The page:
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The eco-pioneer

Yvon Chouinard, climbing pioneer and founder of outdoor empire Patagonia, donates around 10 million dollars to environmental protection each year. We talked to the visionary about flying high, the call of the mountain and why being rich makes him uncomfortable.

Text:
Interview: Caroline Micaela Hauger, Michael Bösiger
Photos:
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“I never wanted to be a businessman.”

School? Not interested. Instead, teenage Yvon Chouinard went climbing and surfing, living off 50 cents a day at times. He was part of the Big Wall clique, a tight, fearless group, always looking for the ultimate adventure. In 1964, he completed the first ascent of the North American Wall of El Capitan in Yosemite Valley. Four years later, in 1968, Chouinard and a group of friends drove his converted Ford pickup truck from California to Patagonia, where they climbed Cerro Fitzroy – without fixed ropes. The mere thought of this sends shivers down our spine. For lack of money, Chouinard crafted his own equipment, having been taught blacksmithing by his father. He soon started selling his novel pitons and carabiners from the boot of his car. In 1973, he founded Patagonia, named after the raw beauty of the southern Argentinian and Chilean landscape. Today the company employs 2,000 people and continues to set new standards in sustainability. Patagonia is one of the founding businesses of the «1% for the Planet» alliance, a voluntary coalition of companies that pledge to donate 1 per cent of their total turnover or 10 per cent of their profit (whichever is greater) to environmental organisations.

Yvon Chouinard, now 78, still inspires generations of outdoor fans.

Yvon Chouinard is considered a big-wall-climbing pioneer. In the Yosemite National Park he undertook sensational first ascents. To this day, he spends more than 140 days of the year outdoors.
Trendy and sustainable: Patagonia is the only company that has been using organic cotton since 1996.

What do you feel when you have reached the top?‍

Passion and relief. Even though I have only made it halfway. I love spending time in the mountains. If I rushed up the hill and down again, it would feel as if I didn’t respect the mountain.

Are real adventures still possible?

I once said: “When everything goes wrong – that’s when the adventure starts.” Every adventure comes with a risk, be it financial, mental or physical. It means leaving your comfort zone and being prepared to make decisions that could turn out to be wrong. Everybody should be free in doing what they want to do. Sadly, athletes nowadays are equipped like astronauts.

What achievements make you proud?‍

I was lucky in that I helped advance so many different sports like kayaking, ice climbing and telemarking. We were a wild bunch that set standards in sports equipment which are still in place today. I created a job for myself that allowed me to spend half the year in the outdoors. The company ethos is quite unique, with hierarchies being flat and employees thinking on their own and enjoying lots of freedom. I don’t care what hours they work as long as they are having fun. They are even free to go surfing during working hours!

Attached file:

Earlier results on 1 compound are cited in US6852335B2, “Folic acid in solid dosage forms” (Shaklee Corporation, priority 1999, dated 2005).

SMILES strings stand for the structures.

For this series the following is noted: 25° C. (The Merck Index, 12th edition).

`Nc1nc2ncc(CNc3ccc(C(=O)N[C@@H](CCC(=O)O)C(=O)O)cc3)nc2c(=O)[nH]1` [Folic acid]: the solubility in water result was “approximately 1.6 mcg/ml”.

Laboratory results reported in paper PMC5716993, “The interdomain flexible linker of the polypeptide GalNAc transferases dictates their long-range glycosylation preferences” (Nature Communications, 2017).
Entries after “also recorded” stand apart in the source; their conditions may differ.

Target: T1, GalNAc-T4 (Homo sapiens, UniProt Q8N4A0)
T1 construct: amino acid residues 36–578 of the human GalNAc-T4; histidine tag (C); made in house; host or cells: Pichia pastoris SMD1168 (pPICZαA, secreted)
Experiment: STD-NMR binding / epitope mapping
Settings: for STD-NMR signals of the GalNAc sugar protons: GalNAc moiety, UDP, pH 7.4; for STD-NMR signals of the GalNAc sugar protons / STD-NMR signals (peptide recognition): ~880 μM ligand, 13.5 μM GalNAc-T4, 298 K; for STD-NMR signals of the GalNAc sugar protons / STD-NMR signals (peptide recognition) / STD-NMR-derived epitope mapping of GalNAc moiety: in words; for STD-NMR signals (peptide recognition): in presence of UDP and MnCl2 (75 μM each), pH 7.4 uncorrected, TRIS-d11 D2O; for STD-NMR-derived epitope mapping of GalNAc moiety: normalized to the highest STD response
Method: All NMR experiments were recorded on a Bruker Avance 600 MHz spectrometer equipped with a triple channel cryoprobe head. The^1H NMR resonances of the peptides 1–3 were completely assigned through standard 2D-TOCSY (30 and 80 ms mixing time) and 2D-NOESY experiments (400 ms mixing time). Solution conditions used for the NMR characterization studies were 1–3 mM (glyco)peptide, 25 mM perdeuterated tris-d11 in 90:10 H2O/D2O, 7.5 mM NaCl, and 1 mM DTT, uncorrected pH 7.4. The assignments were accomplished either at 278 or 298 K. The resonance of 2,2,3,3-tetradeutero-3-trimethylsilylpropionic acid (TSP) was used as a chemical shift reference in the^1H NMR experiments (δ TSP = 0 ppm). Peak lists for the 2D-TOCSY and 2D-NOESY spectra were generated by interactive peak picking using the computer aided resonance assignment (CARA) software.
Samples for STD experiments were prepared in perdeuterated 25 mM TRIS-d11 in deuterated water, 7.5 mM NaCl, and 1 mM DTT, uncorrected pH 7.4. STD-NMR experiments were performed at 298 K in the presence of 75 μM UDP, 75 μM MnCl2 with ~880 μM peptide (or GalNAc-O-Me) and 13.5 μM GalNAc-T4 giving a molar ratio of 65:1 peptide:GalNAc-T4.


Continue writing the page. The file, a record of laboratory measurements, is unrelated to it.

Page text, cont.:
What is your role at Patagonia?

I am the company philosopher. The business is running smoothly even without me. I lead a simple life in Wyoming where I go kayaking, mountain climbing and fly fishing. I don’t live in a palace or drive fancy cars. I’m not interested in stuffing my pockets with more money. In fact, it makes me uncomfortable.

Your commitment to environmental projects is rad­ical and revolutionary …‍

Sadly, I am rather pessimistic when it comes to our planet’s future. Earth is on the verge of an ecologic­al collapse. Every outdoor activity mankind indulges in pollutes our mountains, rivers and oceans. That’s why we invest in sustainability and donate 1 per cent of our net turnover – about 10 million dollars each year – to environmental projects. It’s a moral and ethical decision for the sake of our nature. We can neither save our planet nor stop climate change but we can contribute to the protection of our resources.

Would you share with us your recipe for success?‍

It is much more difficult to follow the rules than to break them. I advise young people to do their own thing because anything is better than leading a life of mediocrity. From the day we are born, we are competing. This constant trial of strength and competitive thinking keeps us from reaching important goals – it’s the reason why we don’t get things right in this world. At Patagonia, we don’t compete, we cooperate because working together rather than against one another is the only recipe for problem-solving.

Adventure is calling! Every business that makes a positive impact on the increasingly negative outdoor world invests in the future of generations to come.
Worn Wear is better than new: Since 2011, customers can bring in their clothes for repair and even have items that are no longer bought back. Yvon Chouinard: “The endless cycle of consuming and discarding is the biggest problem.”
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